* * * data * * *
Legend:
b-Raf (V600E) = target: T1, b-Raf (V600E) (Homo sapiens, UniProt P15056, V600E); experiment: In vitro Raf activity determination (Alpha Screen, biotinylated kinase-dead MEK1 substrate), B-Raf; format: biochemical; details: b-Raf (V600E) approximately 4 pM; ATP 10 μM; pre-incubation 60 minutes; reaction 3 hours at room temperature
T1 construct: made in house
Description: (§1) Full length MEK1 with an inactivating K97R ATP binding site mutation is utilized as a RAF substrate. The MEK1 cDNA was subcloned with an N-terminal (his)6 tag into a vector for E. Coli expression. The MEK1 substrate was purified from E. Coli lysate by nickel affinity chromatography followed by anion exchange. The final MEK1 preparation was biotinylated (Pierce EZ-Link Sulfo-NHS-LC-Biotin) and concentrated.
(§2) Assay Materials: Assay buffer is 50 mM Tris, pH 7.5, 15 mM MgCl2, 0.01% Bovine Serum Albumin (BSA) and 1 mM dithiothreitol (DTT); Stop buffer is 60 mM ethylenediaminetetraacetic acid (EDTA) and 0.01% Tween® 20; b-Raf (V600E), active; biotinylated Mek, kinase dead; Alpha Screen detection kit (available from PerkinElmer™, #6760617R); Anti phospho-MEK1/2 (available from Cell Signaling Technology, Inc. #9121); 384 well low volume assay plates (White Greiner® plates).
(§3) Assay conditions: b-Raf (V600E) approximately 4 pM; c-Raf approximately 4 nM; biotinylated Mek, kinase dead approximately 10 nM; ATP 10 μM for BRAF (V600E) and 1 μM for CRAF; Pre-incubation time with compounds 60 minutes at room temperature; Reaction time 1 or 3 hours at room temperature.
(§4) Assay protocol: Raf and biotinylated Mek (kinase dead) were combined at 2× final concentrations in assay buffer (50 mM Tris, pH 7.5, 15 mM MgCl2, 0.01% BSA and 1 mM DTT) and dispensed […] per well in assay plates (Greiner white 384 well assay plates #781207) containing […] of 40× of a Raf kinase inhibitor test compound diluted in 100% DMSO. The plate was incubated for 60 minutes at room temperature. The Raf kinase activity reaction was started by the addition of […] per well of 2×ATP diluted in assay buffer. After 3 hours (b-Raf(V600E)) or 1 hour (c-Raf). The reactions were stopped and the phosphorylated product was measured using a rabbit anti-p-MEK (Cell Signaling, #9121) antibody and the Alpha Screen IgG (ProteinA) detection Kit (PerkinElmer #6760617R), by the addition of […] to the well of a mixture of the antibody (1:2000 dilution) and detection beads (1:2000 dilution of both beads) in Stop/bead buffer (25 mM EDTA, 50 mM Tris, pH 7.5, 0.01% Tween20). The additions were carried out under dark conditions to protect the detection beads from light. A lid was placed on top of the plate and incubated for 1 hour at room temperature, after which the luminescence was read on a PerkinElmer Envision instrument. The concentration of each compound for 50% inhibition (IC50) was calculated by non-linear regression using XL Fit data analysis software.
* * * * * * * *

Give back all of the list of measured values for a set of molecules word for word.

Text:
Legend:
b-Raf (V600E) = target: T1, b-Raf (V600E) (Homo sapiens, UniProt P15056, V600E); experiment: In vitro Raf activity determination (Alpha Screen, biotinylated kinase-dead MEK1 substrate), B-Raf; format: biochemical; details: b-Raf (V600E) approximately 4 pM; ATP 10 μM; pre-incubation 60 minutes; reaction 3 hours at room temperature
T1 construct: made in house
Description: (§1) Full length MEK1 with an inactivating K97R ATP binding site mutation is utilized as a RAF substrate. The MEK1 cDNA was subcloned with an N-terminal (his)6 tag into a vector for E. Coli expression. The MEK1 substrate was purified from E. Coli lysate by nickel affinity chromatography followed by anion exchange. The final MEK1 preparation was biotinylated (Pierce EZ-Link Sulfo-NHS-LC-Biotin) and concentrated.
(§2) Assay Materials: Assay buffer is 50 mM Tris, pH 7.5, 15 mM MgCl2, 0.01% Bovine Serum Albumin (BSA) and 1 mM dithiothreitol (DTT); Stop buffer is 60 mM ethylenediaminetetraacetic acid (EDTA) and 0.01% Tween® 20; b-Raf (V600E), active; biotinylated Mek, kinase dead; Alpha Screen detection kit (available from PerkinElmer™, #6760617R); Anti phospho-MEK1/2 (available from Cell Signaling Technology, Inc. #9121); 384 well low volume assay plates (White Greiner® plates).
(§3) Assay conditions: b-Raf (V600E) approximately 4 pM; c-Raf approximately 4 nM; biotinylated Mek, kinase dead approximately 10 nM; ATP 10 μM for BRAF (V600E) and 1 μM for CRAF; Pre-incubation time with compounds 60 minutes at room temperature; Reaction time 1 or 3 hours at room temperature.
(§4) Assay protocol: Raf and biotinylated Mek (kinase dead) were combined at 2× final concentrations in assay buffer (50 mM Tris, pH 7.5, 15 mM MgCl2, 0.01% BSA and 1 mM DTT) and dispensed […] per well in assay plates (Greiner white 384 well assay plates #781207) containing […] of 40× of a Raf kinase inhibitor test compound diluted in 100% DMSO. The plate was incubated for 60 minutes at room temperature. The Raf kinase activity reaction was started by the addition of […] per well of 2×ATP diluted in assay buffer. After 3 hours (b-Raf(V600E)) or 1 hour (c-Raf). The reactions were stopped and the phosphorylated product was measured using a rabbit anti-p-MEK (Cell Signaling, #9121) antibody and the Alpha Screen IgG (ProteinA) detection Kit (PerkinElmer #6760617R), by the addition of […] to the well of a mixture of the antibody (1:2000 dilution) and detection beads (1:2000 dilution of both beads) in Stop/bead buffer (25 mM EDTA, 50 mM Tris, pH 7.5, 0.01% Tween20). The additions were carried out under dark conditions to protect the detection beads from light. A lid was placed on top of the plate and incubated for 1 hour at room temperature, after which the luminescence was read on a PerkinElmer Envision instrument. The concentration of each compound for 50% inhibition (IC50) was calculated by non-linear regression using XL Fit data analysis software.